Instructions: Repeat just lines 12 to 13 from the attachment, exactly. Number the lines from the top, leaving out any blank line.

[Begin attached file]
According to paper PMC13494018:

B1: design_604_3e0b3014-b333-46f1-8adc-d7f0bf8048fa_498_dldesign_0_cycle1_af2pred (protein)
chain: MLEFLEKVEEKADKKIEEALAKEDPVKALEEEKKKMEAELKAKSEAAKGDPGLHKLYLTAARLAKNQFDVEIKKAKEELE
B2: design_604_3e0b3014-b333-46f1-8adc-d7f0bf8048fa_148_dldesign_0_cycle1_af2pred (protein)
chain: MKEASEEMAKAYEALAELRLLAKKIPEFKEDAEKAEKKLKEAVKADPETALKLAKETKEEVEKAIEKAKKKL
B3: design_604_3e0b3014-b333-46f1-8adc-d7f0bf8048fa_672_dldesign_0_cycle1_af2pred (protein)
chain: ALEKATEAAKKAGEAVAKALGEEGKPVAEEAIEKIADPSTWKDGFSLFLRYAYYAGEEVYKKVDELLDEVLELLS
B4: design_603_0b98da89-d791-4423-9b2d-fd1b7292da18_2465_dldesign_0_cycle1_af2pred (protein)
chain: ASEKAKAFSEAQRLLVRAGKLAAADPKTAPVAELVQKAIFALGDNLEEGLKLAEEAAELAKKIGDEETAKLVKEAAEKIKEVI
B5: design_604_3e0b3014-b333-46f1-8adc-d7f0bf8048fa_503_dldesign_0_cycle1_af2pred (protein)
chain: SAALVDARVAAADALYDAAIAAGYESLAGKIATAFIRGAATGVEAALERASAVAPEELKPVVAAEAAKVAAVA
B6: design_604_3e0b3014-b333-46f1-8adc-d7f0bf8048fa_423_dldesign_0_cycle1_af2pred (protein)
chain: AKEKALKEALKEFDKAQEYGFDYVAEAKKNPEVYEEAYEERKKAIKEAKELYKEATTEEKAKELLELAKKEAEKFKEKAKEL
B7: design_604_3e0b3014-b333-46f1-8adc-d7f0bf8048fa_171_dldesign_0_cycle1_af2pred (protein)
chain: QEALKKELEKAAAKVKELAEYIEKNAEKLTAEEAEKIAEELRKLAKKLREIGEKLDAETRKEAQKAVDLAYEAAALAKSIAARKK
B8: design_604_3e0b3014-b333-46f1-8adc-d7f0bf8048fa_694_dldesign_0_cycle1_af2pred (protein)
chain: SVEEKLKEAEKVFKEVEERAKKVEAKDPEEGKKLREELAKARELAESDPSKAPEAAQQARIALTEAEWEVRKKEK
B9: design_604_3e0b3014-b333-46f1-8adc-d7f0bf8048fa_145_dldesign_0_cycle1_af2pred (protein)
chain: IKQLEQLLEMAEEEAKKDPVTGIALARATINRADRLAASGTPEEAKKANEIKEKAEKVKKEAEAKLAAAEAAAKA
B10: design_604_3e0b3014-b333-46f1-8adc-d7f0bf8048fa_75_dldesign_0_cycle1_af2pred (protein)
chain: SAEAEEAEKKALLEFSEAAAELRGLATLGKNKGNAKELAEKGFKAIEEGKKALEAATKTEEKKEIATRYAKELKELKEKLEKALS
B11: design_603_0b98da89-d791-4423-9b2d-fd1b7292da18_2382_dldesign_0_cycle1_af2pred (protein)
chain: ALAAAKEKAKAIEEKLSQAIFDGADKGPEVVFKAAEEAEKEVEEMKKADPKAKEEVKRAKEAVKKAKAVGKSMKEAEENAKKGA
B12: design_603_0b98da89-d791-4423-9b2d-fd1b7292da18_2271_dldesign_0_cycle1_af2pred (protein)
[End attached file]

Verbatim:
B6: design_604_3e0b3014-b333-46f1-8adc-d7f0bf8048fa_423_dldesign_0_cycle1_af2pred (protein)
chain: AKEKALKEALKEFDKAQEYGFDYVAEAKKNPEVYEEAYEERKKAIKEAKELYKEATTEEKAKELLELAKKEAEKFKEKAKEL